This is the time of year to stuff a Thanksgiving turkey and then be stuffed full by a meal spread out on a table that can barely hold up under the weight; what we learn from the English to call “a groaning board.”
Some preachers may use the “groaning board” to lay a guilt trip for feasting without thanking God, the Creator-Giver, of Whom we sang on our way into worship: All good gifts around us are sent from heaven above; That thank the Lord, thank the Lord, for all His love. and, the guilt trip for eating without sharing, not just one day but every day, knowing hunger never takes a holiday.
The Gospel read on this Sunday before our nation’s proclaimed “Day of Thanksgiving,” has us listening to the master Teacher-Preacher, Jesus, Who begins His story-sermon with the line: “For it is as if a man, going on a journey, summoned his slaves and entrusted his property to them; to one he gave five talents, to another two, to another one, to each according to his ability. Then he went away.”
Those who stand around listening know the story behind His story: About a generation earlier Caesar Augustus became ruler of the Roman Empire which meant kings of the provinces under Roman rule had to come and plead to be reappointed. That included Herod, king of the Jews, who, while in Rome, had to entrust his kingdom to temporary rulers. If they proved to be wise administrators, they could expect to be rewarded by Herod and by his successor. If not, they could expect to be punished.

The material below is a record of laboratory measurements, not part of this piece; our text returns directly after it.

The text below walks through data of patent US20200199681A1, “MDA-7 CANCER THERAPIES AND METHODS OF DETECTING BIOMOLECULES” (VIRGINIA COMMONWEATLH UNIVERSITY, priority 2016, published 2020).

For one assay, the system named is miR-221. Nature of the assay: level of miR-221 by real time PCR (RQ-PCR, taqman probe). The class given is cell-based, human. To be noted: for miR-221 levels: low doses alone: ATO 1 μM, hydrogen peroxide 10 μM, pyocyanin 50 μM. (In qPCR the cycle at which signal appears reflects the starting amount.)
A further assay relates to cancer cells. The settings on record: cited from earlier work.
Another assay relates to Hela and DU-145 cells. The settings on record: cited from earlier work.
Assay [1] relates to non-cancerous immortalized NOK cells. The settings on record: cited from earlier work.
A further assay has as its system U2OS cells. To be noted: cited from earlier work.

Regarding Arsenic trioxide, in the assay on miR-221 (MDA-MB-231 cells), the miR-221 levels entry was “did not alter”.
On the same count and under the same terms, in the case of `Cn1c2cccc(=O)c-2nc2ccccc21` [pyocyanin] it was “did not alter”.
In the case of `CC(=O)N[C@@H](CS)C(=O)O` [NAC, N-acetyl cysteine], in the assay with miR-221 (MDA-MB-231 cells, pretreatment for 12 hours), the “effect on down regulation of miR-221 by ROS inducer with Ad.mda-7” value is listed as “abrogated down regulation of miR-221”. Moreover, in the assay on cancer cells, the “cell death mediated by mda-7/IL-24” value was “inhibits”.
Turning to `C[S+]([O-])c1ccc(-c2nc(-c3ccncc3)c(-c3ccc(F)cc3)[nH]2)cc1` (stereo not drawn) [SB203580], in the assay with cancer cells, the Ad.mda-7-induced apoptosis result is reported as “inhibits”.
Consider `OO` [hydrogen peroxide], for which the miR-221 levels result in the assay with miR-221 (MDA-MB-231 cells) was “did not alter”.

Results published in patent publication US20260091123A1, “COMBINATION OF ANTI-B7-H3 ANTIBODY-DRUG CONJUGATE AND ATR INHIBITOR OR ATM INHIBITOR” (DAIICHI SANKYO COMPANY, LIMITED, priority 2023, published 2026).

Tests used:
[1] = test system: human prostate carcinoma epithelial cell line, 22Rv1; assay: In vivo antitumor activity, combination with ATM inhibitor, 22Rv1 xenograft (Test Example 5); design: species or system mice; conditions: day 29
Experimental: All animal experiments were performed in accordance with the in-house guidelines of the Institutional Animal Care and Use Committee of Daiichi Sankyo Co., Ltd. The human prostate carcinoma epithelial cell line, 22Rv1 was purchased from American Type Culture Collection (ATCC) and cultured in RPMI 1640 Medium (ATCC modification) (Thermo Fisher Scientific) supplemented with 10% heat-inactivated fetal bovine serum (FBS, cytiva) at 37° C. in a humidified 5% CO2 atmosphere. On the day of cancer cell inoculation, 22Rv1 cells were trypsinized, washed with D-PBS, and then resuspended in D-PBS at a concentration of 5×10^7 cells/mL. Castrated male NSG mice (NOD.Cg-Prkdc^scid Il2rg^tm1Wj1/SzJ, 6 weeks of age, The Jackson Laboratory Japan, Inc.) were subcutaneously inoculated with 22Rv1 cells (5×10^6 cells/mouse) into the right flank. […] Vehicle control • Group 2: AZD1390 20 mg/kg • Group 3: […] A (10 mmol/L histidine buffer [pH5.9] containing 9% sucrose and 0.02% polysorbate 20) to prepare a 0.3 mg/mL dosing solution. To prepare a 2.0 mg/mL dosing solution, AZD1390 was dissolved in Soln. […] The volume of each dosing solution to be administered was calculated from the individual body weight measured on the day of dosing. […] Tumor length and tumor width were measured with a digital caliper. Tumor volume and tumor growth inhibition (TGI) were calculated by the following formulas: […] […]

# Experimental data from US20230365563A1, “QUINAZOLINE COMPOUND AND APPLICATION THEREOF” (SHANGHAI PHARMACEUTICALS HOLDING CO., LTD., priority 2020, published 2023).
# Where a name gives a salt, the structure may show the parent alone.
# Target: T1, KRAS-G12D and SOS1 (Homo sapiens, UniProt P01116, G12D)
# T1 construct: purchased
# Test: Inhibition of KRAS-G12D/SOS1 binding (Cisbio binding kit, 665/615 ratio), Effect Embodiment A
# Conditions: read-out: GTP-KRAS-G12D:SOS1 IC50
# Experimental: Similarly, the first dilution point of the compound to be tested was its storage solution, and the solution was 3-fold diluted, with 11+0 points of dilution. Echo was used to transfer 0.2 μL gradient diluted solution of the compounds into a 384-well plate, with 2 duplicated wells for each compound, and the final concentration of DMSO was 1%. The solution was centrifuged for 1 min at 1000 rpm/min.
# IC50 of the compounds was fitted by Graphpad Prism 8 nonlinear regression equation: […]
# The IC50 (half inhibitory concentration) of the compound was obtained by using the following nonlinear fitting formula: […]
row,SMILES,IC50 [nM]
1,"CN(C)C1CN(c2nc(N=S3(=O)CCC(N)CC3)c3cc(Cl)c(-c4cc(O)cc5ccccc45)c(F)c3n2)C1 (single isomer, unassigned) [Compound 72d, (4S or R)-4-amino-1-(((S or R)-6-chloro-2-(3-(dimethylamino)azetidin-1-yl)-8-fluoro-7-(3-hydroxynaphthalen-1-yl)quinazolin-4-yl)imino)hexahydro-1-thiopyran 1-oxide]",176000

Hear, then, with ears that pick up the echo of that time in history and let it take on meaning for us on this “Thanksgiving and Bible Sunday.” Listen on this double-titled Sunday and hear Jesus’ Gospel story serving a double purpose: First, that God’s gifts in creation are “talents” entrusted to us, and second, that the story is read in the Bible, which the Hebrews called Scripture “bread,” and as they read and savored the words, they sang, (Psalm 34:8) “O taste and see that the Lord is good; happy are those who take refuge in him.”
Now when the fruits of the fields and trees and seas are harvested, and feasts cause Thanksgiving tables to “groan” from the weight of the yield, pick up the Hebrews’ song echoing through Scripture, and open the Bible to Jesus’ story that revolved around the word “talent,” which His first listeners knew referred to the coin whose weight determined its worth. If it was of gold, one talent by today’s standards (in 2016), would be worth around $1, 250, 000. If of silver about $16,500. When Jesus told the story, it might have been $1,000. which was a sizable annual salary; and so, even the one talent man would have had a substantial income. (From “Talent” Wikipedia)
Think about and celebrate the “five” and “two” talent offerings, not for their original value when weighed, but after being “invested,” in ways that served and blessed others.
Hear how the first and second reported back, saying, “…you gave…I have made more…” Hear, and ask, “If we are able to be one of the two, how are we turning the ‘talents’ with which God had blessed us into ‘something more’ to share, to pass on to others?”